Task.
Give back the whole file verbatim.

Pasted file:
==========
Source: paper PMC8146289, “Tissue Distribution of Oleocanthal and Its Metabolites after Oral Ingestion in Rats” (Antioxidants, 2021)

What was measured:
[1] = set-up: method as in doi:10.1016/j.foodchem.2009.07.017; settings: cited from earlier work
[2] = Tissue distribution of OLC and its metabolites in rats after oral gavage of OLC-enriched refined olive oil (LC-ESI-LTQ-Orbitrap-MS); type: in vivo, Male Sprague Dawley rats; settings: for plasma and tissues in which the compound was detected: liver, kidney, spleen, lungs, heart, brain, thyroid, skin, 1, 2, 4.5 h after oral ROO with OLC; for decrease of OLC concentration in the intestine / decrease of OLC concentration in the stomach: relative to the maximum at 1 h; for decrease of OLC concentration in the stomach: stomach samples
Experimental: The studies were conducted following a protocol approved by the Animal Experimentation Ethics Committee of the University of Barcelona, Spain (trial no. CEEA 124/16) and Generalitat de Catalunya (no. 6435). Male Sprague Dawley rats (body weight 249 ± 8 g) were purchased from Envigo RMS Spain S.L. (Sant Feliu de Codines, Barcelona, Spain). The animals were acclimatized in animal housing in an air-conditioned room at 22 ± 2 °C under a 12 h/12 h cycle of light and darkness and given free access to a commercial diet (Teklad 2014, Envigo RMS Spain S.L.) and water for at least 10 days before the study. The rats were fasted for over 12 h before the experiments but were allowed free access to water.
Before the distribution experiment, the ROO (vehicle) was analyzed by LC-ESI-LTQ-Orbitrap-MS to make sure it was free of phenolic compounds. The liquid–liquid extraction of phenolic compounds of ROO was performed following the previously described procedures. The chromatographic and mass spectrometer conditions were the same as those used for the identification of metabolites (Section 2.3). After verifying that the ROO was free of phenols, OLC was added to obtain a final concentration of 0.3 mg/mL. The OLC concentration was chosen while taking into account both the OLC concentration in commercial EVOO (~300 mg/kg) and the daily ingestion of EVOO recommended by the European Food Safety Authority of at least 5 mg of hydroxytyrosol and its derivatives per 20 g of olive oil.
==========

Source: paper PMC8146289, “Tissue Distribution of Oleocanthal and Its Metabolites after Oral Ingestion in Rats” (Antioxidants, 2021)

What was measured:
[1] = set-up: method as in doi:10.1016/j.foodchem.2009.07.017; settings: cited from earlier work
[2] = Tissue distribution of OLC and its metabolites in rats after oral gavage of OLC-enriched refined olive oil (LC-ESI-LTQ-Orbitrap-MS); type: in vivo, Male Sprague Dawley rats; settings: for plasma and tissues in which the compound was detected: liver, kidney, spleen, lungs, heart, brain, thyroid, skin, 1, 2, 4.5 h after oral ROO with OLC; for decrease of OLC concentration in the intestine / decrease of OLC concentration in the stomach: relative to the maximum at 1 h; for decrease of OLC concentration in the stomach: stomach samples
Experimental: The studies were conducted following a protocol approved by the Animal Experimentation Ethics Committee of the University of Barcelona, Spain (trial no. CEEA 124/16) and Generalitat de Catalunya (no. 6435). Male Sprague Dawley rats (body weight 249 ± 8 g) were purchased from Envigo RMS Spain S.L. (Sant Feliu de Codines, Barcelona, Spain). The animals were acclimatized in animal housing in an air-conditioned room at 22 ± 2 °C under a 12 h/12 h cycle of light and darkness and given free access to a commercial diet (Teklad 2014, Envigo RMS Spain S.L.) and water for at least 10 days before the study. The rats were fasted for over 12 h before the experiments but were allowed free access to water.
Before the distribution experiment, the ROO (vehicle) was analyzed by LC-ESI-LTQ-Orbitrap-MS to make sure it was free of phenolic compounds. The liquid–liquid extraction of phenolic compounds of ROO was performed following the previously described procedures. The chromatographic and mass spectrometer conditions were the same as those used for the identification of metabolites (Section 2.3). After verifying that the ROO was free of phenols, OLC was added to obtain a final concentration of 0.3 mg/mL. The OLC concentration was chosen while taking into account both the OLC concentration in commercial EVOO (~300 mg/kg) and the daily ingestion of EVOO recommended by the European Food Safety Authority of at least 5 mg of hydroxytyrosol and its derivatives per 20 g of olive oil.